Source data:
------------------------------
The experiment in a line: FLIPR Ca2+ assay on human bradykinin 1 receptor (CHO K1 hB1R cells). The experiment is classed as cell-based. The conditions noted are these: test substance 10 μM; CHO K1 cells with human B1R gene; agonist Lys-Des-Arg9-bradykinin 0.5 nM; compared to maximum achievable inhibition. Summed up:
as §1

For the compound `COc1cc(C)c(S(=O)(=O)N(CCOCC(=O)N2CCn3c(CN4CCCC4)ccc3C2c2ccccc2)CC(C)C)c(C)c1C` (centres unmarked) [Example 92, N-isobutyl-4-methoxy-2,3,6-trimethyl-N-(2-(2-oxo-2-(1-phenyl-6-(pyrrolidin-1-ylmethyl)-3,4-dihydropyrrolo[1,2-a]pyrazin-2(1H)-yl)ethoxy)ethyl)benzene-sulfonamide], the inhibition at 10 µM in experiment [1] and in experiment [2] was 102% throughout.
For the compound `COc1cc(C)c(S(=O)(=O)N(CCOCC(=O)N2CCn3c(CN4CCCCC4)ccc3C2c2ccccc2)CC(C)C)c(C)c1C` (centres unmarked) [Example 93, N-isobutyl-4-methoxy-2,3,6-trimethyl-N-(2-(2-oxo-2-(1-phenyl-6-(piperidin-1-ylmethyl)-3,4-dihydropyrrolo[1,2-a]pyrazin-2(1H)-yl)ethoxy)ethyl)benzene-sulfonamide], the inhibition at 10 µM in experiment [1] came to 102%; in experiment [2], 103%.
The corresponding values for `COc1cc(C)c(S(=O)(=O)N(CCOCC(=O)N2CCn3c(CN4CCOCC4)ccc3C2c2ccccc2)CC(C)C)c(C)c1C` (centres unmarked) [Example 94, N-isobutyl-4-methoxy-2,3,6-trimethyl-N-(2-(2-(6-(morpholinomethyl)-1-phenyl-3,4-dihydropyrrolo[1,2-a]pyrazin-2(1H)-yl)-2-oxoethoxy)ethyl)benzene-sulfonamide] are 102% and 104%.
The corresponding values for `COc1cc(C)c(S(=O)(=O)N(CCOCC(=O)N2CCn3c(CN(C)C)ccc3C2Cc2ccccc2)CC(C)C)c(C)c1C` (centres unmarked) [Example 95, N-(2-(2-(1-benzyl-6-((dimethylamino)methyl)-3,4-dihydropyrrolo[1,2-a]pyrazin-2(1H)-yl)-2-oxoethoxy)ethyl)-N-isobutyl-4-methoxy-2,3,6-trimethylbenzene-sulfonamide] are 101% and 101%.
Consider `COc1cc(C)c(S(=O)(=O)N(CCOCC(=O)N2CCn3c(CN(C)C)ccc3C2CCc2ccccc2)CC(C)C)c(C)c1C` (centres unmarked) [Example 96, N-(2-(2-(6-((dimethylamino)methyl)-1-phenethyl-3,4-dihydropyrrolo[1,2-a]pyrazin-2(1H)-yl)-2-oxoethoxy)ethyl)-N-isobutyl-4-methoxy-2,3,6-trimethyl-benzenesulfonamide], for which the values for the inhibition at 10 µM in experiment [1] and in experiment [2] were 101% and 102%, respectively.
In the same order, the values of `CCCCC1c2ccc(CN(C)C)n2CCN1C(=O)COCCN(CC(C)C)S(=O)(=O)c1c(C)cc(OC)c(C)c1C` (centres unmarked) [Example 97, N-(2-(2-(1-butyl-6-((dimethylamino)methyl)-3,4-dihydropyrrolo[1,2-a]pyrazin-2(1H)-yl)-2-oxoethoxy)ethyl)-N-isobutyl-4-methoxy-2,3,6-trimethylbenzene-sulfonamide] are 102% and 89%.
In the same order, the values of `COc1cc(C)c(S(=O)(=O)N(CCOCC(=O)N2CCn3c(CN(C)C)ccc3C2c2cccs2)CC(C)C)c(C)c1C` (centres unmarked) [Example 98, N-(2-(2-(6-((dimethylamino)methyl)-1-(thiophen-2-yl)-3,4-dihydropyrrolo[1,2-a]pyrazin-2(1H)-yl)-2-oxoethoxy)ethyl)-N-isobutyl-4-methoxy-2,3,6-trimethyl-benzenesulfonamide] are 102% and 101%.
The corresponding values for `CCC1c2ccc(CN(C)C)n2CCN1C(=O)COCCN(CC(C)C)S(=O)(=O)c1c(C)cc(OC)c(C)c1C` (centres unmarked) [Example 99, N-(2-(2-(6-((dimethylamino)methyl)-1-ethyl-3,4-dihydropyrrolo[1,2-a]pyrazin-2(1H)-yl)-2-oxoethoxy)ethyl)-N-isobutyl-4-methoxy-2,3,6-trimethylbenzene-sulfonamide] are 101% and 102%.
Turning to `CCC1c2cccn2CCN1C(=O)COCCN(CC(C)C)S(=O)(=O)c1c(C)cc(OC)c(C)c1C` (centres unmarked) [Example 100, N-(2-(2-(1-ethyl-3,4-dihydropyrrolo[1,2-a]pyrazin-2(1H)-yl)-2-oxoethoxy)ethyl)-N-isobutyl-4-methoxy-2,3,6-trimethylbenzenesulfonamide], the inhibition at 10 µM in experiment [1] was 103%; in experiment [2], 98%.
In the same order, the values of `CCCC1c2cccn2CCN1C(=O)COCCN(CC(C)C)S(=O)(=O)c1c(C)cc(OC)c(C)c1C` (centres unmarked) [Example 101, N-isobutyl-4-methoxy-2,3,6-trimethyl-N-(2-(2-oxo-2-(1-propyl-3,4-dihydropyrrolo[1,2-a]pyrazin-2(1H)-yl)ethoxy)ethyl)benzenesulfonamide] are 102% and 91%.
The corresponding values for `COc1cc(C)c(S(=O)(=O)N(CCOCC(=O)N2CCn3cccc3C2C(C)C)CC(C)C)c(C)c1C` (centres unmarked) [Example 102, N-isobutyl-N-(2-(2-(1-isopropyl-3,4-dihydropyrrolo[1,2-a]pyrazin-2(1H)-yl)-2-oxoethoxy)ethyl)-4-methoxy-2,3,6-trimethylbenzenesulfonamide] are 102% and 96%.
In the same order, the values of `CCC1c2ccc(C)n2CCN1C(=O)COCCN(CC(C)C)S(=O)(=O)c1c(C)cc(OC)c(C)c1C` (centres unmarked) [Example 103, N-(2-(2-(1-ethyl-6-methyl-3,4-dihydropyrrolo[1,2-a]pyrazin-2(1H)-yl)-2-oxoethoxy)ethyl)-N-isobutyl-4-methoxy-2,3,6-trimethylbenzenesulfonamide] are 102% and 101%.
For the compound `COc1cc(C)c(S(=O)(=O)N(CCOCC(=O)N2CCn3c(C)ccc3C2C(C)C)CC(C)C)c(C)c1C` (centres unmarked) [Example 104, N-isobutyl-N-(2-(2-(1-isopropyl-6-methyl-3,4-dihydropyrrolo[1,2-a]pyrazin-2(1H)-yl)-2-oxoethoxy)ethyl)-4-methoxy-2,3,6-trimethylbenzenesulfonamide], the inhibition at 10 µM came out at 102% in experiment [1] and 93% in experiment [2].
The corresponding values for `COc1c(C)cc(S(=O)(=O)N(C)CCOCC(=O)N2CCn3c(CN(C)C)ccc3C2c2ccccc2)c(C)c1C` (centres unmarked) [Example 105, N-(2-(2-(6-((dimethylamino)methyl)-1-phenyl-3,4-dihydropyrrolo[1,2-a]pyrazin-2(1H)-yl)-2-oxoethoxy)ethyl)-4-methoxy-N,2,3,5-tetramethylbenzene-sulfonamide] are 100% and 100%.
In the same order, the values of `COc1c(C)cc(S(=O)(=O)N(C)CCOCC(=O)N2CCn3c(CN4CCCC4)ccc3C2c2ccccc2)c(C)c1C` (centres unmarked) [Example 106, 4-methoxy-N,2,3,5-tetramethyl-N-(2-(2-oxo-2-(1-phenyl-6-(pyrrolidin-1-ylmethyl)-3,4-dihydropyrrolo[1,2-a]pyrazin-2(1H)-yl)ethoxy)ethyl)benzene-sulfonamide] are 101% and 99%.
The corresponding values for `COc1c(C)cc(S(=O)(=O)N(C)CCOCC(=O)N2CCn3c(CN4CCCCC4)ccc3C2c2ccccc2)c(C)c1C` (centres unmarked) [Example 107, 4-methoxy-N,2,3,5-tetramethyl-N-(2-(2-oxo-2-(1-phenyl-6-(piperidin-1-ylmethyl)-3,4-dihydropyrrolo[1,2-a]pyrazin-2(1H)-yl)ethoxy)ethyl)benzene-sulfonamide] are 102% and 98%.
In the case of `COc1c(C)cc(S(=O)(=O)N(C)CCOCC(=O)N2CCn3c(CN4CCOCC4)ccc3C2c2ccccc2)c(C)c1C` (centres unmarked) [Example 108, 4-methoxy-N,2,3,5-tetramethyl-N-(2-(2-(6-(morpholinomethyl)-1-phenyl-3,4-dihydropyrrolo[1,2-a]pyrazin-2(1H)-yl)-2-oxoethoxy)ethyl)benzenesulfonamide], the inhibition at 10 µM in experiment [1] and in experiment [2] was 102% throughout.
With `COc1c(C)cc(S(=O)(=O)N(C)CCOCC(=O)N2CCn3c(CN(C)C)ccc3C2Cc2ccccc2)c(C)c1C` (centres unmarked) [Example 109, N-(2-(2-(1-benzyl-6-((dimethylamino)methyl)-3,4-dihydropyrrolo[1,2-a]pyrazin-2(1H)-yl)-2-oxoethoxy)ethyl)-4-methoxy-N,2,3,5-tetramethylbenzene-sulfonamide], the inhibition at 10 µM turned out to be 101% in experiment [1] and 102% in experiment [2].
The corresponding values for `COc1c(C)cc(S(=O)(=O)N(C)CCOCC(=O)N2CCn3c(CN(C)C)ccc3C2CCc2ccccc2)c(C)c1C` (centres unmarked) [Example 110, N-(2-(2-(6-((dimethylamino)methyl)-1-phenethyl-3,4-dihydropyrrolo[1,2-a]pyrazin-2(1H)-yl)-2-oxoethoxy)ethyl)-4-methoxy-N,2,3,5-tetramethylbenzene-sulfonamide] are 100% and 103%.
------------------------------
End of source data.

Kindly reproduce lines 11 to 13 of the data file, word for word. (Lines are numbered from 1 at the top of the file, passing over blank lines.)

Turning to `CCC1c2cccn2CCN1C(=O)COCCN(CC(C)C)S(=O)(=O)c1c(C)cc(OC)c(C)c1C` (centres unmarked) [Example 100, N-(2-(2-(1-ethyl-3,4-dihydropyrrolo[1,2-a]pyrazin-2(1H)-yl)-2-oxoethoxy)ethyl)-N-isobutyl-4-methoxy-2,3,6-trimethylbenzenesulfonamide], the inhibition at 10 µM in experiment [1] was 103%; in experiment [2], 98%.
In the same order, the values of `CCCC1c2cccn2CCN1C(=O)COCCN(CC(C)C)S(=O)(=O)c1c(C)cc(OC)c(C)c1C` (centres unmarked) [Example 101, N-isobutyl-4-methoxy-2,3,6-trimethyl-N-(2-(2-oxo-2-(1-propyl-3,4-dihydropyrrolo[1,2-a]pyrazin-2(1H)-yl)ethoxy)ethyl)benzenesulfonamide] are 102% and 91%.
The corresponding values for `COc1cc(C)c(S(=O)(=O)N(CCOCC(=O)N2CCn3cccc3C2C(C)C)CC(C)C)c(C)c1C` (centres unmarked) [Example 102, N-isobutyl-N-(2-(2-(1-isopropyl-3,4-dihydropyrrolo[1,2-a]pyrazin-2(1H)-yl)-2-oxoethoxy)ethyl)-4-methoxy-2,3,6-trimethylbenzenesulfonamide] are 102% and 96%.